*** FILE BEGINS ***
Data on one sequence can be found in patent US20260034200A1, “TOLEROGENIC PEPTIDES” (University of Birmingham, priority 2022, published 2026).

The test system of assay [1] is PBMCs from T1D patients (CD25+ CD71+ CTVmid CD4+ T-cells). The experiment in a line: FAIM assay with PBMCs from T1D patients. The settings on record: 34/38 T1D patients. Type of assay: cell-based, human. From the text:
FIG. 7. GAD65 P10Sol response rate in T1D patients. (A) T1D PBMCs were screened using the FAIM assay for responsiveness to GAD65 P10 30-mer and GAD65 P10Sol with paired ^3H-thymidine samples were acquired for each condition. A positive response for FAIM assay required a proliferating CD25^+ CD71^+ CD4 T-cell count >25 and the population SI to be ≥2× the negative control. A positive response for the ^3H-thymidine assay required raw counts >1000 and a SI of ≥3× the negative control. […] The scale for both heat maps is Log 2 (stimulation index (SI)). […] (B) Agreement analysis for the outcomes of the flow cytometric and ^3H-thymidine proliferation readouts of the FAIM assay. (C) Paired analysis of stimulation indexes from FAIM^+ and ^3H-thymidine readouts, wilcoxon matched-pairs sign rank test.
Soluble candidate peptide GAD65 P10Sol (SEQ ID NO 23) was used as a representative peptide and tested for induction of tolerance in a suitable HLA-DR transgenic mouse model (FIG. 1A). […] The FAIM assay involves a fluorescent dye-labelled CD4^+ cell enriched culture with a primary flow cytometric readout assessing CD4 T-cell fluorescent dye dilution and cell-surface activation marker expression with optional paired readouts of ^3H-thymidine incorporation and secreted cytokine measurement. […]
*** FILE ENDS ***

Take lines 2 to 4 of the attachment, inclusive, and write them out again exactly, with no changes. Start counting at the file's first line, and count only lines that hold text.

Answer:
The test system of assay [1] is PBMCs from T1D patients (CD25+ CD71+ CTVmid CD4+ T-cells). The experiment in a line: FAIM assay with PBMCs from T1D patients. The settings on record: 34/38 T1D patients. Type of assay: cell-based, human. From the text:
FIG. 7. GAD65 P10Sol response rate in T1D patients. (A) T1D PBMCs were screened using the FAIM assay for responsiveness to GAD65 P10 30-mer and GAD65 P10Sol with paired ^3H-thymidine samples were acquired for each condition. A positive response for FAIM assay required a proliferating CD25^+ CD71^+ CD4 T-cell count >25 and the population SI to be ≥2× the negative control. A positive response for the ^3H-thymidine assay required raw counts >1000 and a SI of ≥3× the negative control. […] The scale for both heat maps is Log 2 (stimulation index (SI)). […] (B) Agreement analysis for the outcomes of the flow cytometric and ^3H-thymidine proliferation readouts of the FAIM assay. (C) Paired analysis of stimulation indexes from FAIM^+ and ^3H-thymidine readouts, wilcoxon matched-pairs sign rank test.
Soluble candidate peptide GAD65 P10Sol (SEQ ID NO 23) was used as a representative peptide and tested for induction of tolerance in a suitable HLA-DR transgenic mouse model (FIG. 1A). […] The FAIM assay involves a fluorescent dye-labelled CD4^+ cell enriched culture with a primary flow cytometric readout assessing CD4 T-cell fluorescent dye dilution and cell-surface activation marker expression with optional paired readouts of ^3H-thymidine incorporation and secreted cytokine measurement. […]